Effect of Load Carriage on Upper Limb Performance

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This study aimed to evaluate the changes in the upper extremity hemodynamic and neural function and to assess how they are associated with brachial plexus tissue deformation during heavy load carriage.


Ten young healthy adults carried for 45 min a backpack load (40% of their body weight) while standing freely, followed by 15 min of recovery (unloaded). Index-finger microvascular flow and sensorimotor function were measured before and after carrying the load, and after recovery. The following sensorimotor functions were measured: light touch thresholds by the index finger and little finger, forearm thermal sensation thresholds, and gross motor function. In addition, marksmanship accuracy, as an indication for fine motor function, was tested.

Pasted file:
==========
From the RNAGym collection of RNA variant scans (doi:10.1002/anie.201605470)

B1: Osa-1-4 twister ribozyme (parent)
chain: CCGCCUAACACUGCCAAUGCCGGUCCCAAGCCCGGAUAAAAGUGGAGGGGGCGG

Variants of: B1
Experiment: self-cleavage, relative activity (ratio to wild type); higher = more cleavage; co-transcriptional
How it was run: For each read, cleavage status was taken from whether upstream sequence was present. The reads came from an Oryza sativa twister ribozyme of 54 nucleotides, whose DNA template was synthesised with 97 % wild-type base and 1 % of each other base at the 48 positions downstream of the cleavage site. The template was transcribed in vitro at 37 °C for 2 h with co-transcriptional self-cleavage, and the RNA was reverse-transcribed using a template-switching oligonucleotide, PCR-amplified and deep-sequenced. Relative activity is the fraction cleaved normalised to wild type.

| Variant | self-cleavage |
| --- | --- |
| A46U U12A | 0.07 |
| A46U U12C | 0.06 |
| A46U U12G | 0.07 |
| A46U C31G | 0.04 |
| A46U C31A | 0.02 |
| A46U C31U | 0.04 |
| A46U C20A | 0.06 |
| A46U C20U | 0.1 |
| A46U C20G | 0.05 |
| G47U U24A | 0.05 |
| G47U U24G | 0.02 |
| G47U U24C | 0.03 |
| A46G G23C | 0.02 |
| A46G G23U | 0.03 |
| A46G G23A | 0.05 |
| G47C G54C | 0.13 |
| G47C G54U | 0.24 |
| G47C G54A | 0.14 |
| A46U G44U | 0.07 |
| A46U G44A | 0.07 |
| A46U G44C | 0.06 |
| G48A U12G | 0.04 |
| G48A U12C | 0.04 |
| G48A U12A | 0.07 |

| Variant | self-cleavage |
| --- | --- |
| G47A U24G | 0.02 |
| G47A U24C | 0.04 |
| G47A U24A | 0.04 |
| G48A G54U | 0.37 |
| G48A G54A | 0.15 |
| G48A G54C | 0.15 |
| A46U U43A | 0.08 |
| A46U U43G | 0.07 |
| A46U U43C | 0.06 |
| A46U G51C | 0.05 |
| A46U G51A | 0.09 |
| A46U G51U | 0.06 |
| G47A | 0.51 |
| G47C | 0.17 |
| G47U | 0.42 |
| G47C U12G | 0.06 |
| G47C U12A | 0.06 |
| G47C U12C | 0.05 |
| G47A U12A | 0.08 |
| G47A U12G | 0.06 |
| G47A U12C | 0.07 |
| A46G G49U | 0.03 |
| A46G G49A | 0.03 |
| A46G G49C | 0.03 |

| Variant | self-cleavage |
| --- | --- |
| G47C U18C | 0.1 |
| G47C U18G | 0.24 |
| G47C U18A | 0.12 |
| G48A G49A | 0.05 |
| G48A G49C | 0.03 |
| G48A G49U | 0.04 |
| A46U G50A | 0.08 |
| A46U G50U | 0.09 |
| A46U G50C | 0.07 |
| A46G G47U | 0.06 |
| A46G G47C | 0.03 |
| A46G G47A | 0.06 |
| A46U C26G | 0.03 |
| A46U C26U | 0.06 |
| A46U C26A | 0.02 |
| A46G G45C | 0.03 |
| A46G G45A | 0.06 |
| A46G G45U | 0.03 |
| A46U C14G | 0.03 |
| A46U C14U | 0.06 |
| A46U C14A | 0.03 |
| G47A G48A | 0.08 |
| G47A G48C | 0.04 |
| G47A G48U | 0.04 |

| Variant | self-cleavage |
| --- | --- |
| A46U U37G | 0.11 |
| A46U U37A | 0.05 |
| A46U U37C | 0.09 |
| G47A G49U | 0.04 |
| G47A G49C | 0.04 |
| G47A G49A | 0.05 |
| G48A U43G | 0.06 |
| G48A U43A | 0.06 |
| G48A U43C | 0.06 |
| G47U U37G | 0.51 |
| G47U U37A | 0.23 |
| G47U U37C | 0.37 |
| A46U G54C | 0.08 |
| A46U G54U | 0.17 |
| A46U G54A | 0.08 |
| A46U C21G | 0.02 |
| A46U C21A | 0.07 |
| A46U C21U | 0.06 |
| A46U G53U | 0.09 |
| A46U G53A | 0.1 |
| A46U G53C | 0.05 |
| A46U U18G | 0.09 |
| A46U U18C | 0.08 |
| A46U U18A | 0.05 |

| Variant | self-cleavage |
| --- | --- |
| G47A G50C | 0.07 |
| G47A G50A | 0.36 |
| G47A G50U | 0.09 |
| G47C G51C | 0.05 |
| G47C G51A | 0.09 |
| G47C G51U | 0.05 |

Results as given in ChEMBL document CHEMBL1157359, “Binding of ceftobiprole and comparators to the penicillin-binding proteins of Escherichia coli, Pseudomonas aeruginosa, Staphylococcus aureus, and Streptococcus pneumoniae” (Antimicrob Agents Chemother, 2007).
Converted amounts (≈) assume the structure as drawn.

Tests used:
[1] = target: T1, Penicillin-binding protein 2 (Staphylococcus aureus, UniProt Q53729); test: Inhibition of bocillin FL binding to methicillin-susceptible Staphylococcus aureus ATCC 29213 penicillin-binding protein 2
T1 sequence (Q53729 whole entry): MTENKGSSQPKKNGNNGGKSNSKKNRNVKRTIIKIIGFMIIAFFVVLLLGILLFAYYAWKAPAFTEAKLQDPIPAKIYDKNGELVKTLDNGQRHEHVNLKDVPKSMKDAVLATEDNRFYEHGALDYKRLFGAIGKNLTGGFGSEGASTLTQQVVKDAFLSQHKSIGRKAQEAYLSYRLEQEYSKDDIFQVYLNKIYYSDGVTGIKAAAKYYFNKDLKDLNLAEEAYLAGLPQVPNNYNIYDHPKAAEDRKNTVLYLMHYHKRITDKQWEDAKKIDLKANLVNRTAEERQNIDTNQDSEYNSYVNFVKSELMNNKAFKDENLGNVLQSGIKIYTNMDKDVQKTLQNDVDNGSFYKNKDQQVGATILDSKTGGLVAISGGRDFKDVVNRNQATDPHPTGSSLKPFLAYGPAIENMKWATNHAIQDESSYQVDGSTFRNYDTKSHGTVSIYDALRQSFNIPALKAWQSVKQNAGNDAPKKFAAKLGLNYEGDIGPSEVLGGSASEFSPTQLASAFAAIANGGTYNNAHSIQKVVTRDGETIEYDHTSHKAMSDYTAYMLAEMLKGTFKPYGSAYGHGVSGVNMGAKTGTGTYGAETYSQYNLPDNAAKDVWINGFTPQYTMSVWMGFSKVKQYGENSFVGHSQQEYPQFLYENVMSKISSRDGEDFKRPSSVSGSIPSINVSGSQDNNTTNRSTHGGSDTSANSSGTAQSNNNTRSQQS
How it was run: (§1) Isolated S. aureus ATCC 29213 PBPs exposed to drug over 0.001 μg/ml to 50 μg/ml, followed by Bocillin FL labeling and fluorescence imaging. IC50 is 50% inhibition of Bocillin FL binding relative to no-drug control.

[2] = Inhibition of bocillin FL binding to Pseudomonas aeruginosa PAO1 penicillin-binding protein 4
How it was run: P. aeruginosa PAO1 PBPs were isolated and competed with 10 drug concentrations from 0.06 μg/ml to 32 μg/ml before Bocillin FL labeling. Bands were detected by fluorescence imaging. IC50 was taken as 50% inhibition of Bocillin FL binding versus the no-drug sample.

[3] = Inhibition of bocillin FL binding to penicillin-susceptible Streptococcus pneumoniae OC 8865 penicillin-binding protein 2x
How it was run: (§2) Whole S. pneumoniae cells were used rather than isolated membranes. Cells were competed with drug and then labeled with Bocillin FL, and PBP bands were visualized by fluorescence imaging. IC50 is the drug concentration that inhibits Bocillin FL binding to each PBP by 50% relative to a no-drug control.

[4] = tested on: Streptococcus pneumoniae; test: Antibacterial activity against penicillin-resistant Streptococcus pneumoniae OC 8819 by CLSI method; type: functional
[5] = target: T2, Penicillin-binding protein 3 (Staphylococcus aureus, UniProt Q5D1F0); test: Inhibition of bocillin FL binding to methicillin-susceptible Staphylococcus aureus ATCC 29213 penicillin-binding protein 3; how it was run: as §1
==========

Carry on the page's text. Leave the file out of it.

Load carriage resulted in an average decrease of ~40% in microvascular flow and a significant decrement in light touch sensation (P < 0.05), but not in thermal sensation and gross motor functions. An increase in the light touch threshold was highly correlated with a reduced index-finger microvascular blood flow (r = 0.79, P = 0.007). These physiological effects were associated with a functional 34% decrement in the accuracy of target acquisition.


Heavy load carriage resulted in impaired light touch sensitivity and fine motor function, which were associated with reduced finger microvascular blood flow.

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